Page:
Connecticut’s Governor Ned Lamont signed into law the Paid Family and Medical Leave Act, which goes into effect on January 1, 2022. Employers of all sizes must comply by offering employees benefits that allow them to take some paid time off. Employees may take up to 12 weeks of time off to care for themselves or their immediate family members when there is an illness, a newborn’s arrival or a valid health concern. If an employee is pregnant and becomes incapacitated by a serious health condition, an employer must provide 14 weeks of paid time off. 

According to Connecticut’s Official State Website, private sector employers with at least one full-time employee must follow the provisions of the act. Business owners who are sole proprietors or self-employed may also opt in, but do not have a requirement to give themselves paid time off. Employees requesting time off under the act, however, must provide their employers with a certified doctor’s note. 

The new law requires employers to provide paid time off for the following five reasons:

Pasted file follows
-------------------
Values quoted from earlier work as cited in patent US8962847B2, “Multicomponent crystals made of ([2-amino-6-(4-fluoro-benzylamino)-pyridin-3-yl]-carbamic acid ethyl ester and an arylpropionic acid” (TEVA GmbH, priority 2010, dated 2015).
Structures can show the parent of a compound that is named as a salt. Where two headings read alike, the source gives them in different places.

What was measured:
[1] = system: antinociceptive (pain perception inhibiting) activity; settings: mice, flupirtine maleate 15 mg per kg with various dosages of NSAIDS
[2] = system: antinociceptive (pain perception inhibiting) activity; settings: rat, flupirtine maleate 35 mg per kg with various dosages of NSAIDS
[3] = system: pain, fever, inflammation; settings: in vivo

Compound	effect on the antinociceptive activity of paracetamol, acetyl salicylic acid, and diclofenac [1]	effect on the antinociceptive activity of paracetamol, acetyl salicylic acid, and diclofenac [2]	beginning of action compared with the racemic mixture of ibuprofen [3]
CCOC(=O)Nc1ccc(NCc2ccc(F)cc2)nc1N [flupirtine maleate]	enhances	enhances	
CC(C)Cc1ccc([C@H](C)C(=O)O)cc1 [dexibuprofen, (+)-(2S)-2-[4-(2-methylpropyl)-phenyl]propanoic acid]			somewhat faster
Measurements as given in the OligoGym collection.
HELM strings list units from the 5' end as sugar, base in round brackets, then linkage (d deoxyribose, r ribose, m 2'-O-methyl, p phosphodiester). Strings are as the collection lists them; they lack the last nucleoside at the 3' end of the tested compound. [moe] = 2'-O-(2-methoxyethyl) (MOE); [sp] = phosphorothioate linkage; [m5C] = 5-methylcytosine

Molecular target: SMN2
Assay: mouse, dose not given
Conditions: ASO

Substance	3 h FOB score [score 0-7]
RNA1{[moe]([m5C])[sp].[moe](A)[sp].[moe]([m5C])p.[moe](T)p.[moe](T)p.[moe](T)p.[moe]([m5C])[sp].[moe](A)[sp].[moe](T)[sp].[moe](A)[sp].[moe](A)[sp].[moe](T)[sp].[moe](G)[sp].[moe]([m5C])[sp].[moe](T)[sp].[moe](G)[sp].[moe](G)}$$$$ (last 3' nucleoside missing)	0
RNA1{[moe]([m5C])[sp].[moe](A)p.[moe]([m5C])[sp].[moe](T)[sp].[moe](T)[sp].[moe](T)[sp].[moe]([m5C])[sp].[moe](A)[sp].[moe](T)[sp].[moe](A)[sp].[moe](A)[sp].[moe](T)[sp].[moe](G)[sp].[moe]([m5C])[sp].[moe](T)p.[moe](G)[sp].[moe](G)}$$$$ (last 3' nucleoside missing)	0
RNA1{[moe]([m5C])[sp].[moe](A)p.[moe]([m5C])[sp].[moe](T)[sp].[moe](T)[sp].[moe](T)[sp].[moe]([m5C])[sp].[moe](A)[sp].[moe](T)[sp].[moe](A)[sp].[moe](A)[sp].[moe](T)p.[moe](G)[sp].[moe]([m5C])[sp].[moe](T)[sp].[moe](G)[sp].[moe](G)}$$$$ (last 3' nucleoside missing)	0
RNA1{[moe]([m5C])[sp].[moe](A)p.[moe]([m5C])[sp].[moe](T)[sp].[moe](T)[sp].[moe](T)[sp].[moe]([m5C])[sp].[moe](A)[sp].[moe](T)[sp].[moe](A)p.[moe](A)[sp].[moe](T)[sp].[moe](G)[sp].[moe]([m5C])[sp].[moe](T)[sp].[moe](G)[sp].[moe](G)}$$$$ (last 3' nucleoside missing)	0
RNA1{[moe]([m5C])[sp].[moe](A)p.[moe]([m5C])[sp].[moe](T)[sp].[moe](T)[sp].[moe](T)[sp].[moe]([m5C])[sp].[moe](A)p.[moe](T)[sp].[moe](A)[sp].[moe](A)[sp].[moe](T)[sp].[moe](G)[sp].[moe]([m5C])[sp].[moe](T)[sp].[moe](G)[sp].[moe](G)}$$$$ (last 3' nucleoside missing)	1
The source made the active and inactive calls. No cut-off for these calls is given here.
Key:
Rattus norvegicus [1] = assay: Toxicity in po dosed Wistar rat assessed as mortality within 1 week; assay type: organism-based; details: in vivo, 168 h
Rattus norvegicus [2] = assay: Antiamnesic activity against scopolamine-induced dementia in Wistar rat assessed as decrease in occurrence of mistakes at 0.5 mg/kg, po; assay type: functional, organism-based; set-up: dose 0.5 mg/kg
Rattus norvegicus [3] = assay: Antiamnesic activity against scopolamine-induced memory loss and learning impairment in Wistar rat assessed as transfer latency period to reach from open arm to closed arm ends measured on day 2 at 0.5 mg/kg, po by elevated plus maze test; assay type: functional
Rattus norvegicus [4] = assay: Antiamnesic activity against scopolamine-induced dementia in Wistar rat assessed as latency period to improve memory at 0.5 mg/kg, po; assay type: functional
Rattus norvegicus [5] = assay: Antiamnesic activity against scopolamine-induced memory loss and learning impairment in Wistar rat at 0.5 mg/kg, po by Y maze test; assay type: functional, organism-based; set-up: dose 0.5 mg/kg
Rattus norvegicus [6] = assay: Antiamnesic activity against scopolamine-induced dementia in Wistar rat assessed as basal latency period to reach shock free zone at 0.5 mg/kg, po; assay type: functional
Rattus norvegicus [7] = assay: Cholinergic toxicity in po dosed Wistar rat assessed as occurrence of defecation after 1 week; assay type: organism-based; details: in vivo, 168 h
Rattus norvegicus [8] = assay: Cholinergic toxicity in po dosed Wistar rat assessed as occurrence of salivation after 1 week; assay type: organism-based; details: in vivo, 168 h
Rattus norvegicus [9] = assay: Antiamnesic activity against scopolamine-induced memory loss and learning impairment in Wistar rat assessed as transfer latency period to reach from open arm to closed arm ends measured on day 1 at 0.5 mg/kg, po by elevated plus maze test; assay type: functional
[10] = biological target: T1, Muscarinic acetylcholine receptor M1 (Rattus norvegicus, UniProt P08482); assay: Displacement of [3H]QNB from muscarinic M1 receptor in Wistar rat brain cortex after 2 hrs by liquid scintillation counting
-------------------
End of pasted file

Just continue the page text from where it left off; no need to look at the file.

• Donating bone marrow or an organ 
  • Active military duty emergency 
  • Caring for an employee’s own serious illness or condition 
  • Taking care of a child, spouse or a relative who is ill 
  • Caring for a newborn or a new foster or adopted child 

While it may appear as though providing these benefits is an employer burden, employees can expect to have 0.5% of their wages withheld to fund the act’s benefits. 

Creating a paid family leave policy for a company 

The Constitution State encourages businesses to create a policy document that details the terms of how employees can request paid time off. Some companies have used new family laws to create an attractive and competitive employee benefits package, as reported by Business Insider. In addition to receiving paid time off, a business may consider providing a bonus to help its employees start their families. 

An official company document that explains how the procedure works helps to avoid employee disputes and is highly recommended.